Bus drivers, waitresses and other people in ‘unimportant’ jobs are not fit to sit in judgement on the business interests of former ministers, a senior Government adviser said yesterday.
Tory peer Lord Lang said ordinary people were not qualified to judge whether former ministers such as Lord Mandelson should be allowed to take well-paid jobs in the private sector.
Lord Lang, chairman of the Advisory Committee on Business Appointments, which vets the jobs of former ministers, defended the ‘Establishment’ make-up make-up of his committee, which comprises four peers, two knights and a dame.
Lord Lang, who served as trade secretary under John Major, has carved out a highly lucrative portfolio of private interests since losing his seat at the 1997 election.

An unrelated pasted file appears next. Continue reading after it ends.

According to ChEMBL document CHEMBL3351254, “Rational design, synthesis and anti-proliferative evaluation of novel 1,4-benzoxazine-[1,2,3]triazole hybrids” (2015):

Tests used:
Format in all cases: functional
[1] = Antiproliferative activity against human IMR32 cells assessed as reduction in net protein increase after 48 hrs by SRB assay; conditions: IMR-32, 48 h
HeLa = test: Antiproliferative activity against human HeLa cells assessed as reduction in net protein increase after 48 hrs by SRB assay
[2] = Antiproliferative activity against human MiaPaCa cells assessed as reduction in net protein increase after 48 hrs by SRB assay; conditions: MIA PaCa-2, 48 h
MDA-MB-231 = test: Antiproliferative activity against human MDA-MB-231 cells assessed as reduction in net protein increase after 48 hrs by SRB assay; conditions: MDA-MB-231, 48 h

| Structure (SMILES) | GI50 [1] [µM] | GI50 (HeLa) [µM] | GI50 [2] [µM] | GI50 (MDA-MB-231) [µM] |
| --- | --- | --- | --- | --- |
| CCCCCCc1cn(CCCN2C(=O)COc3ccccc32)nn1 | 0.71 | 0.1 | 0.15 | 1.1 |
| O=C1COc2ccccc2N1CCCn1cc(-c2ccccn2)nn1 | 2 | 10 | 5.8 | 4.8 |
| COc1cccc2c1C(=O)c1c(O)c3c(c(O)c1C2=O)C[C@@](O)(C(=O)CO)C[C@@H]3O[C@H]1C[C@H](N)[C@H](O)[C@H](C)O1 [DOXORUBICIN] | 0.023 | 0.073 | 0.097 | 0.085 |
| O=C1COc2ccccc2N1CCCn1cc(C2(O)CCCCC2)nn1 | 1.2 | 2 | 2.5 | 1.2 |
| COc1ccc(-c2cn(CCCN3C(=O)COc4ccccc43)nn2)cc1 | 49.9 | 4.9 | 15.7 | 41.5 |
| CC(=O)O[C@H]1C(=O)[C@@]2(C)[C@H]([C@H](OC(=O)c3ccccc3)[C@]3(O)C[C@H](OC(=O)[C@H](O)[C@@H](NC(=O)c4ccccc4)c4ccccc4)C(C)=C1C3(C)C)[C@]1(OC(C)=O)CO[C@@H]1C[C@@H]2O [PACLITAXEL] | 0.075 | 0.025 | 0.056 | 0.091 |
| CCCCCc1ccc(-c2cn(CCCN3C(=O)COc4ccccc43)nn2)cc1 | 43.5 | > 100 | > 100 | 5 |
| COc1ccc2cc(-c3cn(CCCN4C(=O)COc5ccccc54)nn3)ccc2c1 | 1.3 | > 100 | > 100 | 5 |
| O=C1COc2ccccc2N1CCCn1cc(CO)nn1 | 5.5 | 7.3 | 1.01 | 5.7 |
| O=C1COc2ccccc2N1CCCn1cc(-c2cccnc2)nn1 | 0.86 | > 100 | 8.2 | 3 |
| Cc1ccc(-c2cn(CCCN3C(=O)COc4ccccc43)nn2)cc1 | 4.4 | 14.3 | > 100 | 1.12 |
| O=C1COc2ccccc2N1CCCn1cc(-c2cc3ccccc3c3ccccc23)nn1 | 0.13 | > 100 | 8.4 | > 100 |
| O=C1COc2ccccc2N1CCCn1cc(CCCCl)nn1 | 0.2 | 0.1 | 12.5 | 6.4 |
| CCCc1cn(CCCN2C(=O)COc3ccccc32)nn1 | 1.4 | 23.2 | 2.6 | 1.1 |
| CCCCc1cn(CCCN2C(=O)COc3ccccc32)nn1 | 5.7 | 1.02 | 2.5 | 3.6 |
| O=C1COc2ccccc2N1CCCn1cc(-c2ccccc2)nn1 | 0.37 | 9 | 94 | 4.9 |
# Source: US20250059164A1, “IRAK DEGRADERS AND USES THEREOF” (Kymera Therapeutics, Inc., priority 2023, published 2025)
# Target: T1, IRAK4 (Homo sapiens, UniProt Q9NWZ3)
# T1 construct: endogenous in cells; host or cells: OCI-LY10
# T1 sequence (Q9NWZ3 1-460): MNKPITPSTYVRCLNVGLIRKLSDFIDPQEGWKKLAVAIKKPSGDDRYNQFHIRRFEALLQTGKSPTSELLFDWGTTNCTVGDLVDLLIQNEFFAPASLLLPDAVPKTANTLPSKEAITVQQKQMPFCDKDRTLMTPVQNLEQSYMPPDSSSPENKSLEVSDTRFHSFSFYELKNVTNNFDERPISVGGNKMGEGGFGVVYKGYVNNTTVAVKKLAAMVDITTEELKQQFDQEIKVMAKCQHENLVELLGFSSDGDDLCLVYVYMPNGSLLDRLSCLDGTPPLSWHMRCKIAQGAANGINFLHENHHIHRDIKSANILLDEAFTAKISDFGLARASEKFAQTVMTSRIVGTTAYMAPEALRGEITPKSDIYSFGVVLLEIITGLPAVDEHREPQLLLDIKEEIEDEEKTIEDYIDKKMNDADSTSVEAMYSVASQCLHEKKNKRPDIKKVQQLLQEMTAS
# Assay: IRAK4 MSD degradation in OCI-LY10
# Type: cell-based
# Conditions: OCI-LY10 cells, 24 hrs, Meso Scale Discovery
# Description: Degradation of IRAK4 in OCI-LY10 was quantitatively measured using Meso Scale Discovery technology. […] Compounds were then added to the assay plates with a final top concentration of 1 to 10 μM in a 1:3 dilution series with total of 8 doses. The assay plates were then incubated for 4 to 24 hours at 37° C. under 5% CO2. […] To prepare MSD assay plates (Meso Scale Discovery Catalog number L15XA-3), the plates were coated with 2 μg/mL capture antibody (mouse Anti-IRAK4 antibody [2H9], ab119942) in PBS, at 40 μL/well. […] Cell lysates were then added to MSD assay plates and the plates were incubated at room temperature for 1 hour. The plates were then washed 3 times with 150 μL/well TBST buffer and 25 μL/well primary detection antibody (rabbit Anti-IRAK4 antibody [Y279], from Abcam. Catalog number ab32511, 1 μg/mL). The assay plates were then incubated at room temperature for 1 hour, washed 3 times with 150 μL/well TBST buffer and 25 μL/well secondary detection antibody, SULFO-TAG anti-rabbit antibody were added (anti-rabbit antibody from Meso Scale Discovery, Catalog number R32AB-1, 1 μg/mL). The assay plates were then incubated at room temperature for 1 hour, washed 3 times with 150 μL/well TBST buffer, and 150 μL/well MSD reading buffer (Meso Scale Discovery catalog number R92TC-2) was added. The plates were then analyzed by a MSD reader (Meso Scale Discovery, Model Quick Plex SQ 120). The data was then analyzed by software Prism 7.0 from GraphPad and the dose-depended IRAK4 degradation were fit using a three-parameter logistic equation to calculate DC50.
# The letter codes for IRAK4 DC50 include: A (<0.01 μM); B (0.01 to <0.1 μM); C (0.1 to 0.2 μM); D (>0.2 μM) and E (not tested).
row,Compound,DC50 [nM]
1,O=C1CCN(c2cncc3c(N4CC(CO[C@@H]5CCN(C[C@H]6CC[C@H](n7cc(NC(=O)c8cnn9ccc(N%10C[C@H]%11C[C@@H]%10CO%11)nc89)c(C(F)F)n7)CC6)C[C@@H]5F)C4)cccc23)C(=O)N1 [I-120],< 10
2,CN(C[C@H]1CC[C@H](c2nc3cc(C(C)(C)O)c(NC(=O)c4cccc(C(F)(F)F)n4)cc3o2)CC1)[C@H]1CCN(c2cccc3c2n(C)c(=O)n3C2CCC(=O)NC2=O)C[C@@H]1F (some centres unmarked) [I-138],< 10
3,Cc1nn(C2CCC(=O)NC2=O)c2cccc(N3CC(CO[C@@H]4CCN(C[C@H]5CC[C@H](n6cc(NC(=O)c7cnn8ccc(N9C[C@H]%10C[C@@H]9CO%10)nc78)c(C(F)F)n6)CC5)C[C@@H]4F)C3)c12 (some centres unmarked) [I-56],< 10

The 70-year-old peer, who was educated at Rugby School and Cambridge University, is a director of no fewer than five corporations.
His most prominent role is at giant U.S. insurance firm Marsh and McLennan, where he due to become chairman in May this year. He is also a non-executive director at the hedge fund Charlemagne Capital and the Russian energy firm SoyuzNefteGaz.
Other directorships include Ukrainian wine company OJSC Sun Valley and management consultants SI Associates.
Last year Lord Lang was one of a number of senior politicians caught up in a sting by Channel Four’s Dispatches programme. Researchers set up a fake lobbying firm to establish what politicians would be prepared to offer.